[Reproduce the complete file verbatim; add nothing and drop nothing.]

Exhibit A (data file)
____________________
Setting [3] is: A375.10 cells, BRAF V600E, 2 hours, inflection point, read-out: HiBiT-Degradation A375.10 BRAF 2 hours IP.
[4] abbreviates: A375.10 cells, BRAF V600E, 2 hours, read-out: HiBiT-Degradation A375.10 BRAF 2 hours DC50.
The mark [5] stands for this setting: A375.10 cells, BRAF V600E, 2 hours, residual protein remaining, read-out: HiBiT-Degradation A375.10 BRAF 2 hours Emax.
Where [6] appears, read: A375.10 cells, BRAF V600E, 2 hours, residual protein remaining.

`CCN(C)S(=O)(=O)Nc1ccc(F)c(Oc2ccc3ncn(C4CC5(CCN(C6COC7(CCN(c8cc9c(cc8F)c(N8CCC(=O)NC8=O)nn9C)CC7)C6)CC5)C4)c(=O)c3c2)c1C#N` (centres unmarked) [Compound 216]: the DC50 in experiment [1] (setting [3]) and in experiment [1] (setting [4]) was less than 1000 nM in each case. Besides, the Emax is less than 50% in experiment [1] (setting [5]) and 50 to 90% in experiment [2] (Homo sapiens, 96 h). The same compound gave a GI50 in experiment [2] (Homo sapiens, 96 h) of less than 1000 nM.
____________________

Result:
Setting [3] is: A375.10 cells, BRAF V600E, 2 hours, inflection point, read-out: HiBiT-Degradation A375.10 BRAF 2 hours IP.
[4] abbreviates: A375.10 cells, BRAF V600E, 2 hours, read-out: HiBiT-Degradation A375.10 BRAF 2 hours DC50.
The mark [5] stands for this setting: A375.10 cells, BRAF V600E, 2 hours, residual protein remaining, read-out: HiBiT-Degradation A375.10 BRAF 2 hours Emax.
Where [6] appears, read: A375.10 cells, BRAF V600E, 2 hours, residual protein remaining.

`CCN(C)S(=O)(=O)Nc1ccc(F)c(Oc2ccc3ncn(C4CC5(CCN(C6COC7(CCN(c8cc9c(cc8F)c(N8CCC(=O)NC8=O)nn9C)CC7)C6)CC5)C4)c(=O)c3c2)c1C#N` (centres unmarked) [Compound 216]: the DC50 in experiment [1] (setting [3]) and in experiment [1] (setting [4]) was less than 1000 nM in each case. Besides, the Emax is less than 50% in experiment [1] (setting [5]) and 50 to 90% in experiment [2] (Homo sapiens, 96 h). The same compound gave a GI50 in experiment [2] (Homo sapiens, 96 h) of less than 1000 nM.